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So I Should Have Sexted that Minor Rather Than Sent a Letter?

February 12, 2010

The Boston Globe reports that Massachusetts’ highest court — the Supreme Justice Court (SJC) recently ruled that it is not illegal to send lewd messages to minors, as long as it’s done online — overturning the convictions of a dude who sent explicitly sexual text messages to a cop thinking she was a 13 year-old girl.

Although state law bans the dissemination of “any matter harmful to minors’’ – including photographs, magazines, movies, and “handwritten or printed material’’ – it does not mention instant messaging or other text sent online.

“The online conversations in this case, as they were not written with pen or pencil, cannot be considered `handwritten’ materials,’’ Justice Francis X. Spina wrote on behalf of the Supreme Judicial Court, in a ruling that illustrates how evolving technology outpaces changes in legal language.

“If the Legislature wishes to include instant messaging or other electronically transmitted text in the definition,’’ the court added in the unanimous decision, “it is for the Legislature, not the court, to do so.’’

Really!  Talk about narrow interpretation.  Does this court think that clam chowder does not “include” Manhattan style?  I’m still too stunned to comprehend it.  But let’s parse it out.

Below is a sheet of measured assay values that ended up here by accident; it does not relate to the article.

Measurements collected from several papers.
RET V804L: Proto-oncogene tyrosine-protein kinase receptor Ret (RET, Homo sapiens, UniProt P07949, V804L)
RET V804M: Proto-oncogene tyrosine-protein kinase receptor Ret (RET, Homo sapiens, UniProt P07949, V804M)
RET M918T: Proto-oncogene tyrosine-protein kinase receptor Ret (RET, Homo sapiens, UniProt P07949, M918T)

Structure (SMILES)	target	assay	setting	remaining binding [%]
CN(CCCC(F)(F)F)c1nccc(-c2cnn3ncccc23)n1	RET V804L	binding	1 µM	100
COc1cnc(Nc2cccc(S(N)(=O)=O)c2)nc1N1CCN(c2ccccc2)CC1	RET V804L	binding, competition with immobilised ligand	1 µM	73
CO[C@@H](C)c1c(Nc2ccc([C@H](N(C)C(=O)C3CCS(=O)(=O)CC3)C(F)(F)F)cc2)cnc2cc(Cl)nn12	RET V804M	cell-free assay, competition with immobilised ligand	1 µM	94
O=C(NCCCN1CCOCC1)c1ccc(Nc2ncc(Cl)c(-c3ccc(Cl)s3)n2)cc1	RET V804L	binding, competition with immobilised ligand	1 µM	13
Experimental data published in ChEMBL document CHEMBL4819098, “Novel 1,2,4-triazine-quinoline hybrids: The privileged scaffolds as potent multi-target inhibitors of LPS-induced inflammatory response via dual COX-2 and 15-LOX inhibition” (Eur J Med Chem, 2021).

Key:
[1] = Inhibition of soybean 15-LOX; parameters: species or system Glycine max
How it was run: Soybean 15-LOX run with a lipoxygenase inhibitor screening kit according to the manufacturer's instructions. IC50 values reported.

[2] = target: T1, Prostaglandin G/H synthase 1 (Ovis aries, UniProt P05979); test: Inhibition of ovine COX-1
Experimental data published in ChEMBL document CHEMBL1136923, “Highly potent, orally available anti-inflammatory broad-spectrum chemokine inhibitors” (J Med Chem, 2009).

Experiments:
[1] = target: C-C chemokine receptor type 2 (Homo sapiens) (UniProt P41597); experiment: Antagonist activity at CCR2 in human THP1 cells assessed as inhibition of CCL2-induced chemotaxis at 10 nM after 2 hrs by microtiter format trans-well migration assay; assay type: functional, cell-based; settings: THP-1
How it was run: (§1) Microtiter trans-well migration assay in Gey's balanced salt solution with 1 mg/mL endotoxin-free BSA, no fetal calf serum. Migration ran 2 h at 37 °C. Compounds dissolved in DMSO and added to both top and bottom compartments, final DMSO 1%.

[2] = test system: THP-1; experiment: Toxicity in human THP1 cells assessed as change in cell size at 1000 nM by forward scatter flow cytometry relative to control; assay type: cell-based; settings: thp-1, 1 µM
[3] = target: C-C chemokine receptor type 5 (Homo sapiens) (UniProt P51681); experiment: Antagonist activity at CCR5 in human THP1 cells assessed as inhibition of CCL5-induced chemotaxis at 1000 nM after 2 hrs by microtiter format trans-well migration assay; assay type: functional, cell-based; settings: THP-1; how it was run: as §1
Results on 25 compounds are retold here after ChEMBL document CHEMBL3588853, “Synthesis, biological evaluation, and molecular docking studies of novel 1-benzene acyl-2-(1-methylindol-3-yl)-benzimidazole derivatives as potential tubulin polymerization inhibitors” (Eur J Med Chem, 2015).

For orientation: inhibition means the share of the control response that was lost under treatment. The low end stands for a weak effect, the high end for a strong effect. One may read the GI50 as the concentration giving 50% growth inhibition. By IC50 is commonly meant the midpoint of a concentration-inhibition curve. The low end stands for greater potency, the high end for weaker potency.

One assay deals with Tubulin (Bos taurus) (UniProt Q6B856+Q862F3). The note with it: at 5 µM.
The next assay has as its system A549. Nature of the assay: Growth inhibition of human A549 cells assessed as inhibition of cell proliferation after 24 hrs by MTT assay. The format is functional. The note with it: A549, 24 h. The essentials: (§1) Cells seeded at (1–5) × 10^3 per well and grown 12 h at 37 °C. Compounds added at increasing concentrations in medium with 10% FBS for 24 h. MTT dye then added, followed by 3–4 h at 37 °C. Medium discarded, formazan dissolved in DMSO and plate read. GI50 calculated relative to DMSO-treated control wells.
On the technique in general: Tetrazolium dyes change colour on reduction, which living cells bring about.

First:  “any matter harmful to minors.”  Well that’s all-inclusive.  It could be lascivious Morse code under that clause  (Di-di-dah Di-dah-dit, Di-di-di-dit Dah-dah-dah Dah), or maybe Pig Latin (Aryay ooryay arentspay omehay?).

Then there’s “including” which is one of my pet peeves.  Legislatures can be forgiven for the ubiquitous statutory language “including, but not limited to” despite its redundancy.  “Including” means “including, but not limited to.”  But Legislatures must be careful about how things will be interpreted by the courts.  Still …

Seriously Honorable Dudes, what was the real agenda here?  No leap of logic is required to conclude that the statute encompasses texting — even if texting didn’t exist when it was drafted.  Letting that guy go to make the point that a statute needs updating seems a little extreme — especially when done by bizarre statutory construction, by the same progressive court that legalized same-sex marriage.

Oh well, a burgeoning sexual predator has a “Get Out of Jail Free” card, and as the article notes, the Mass. Legislature is busy drafting clearer language — most likely by including what was already included by implication, to make it even more inclusive … or something like that.


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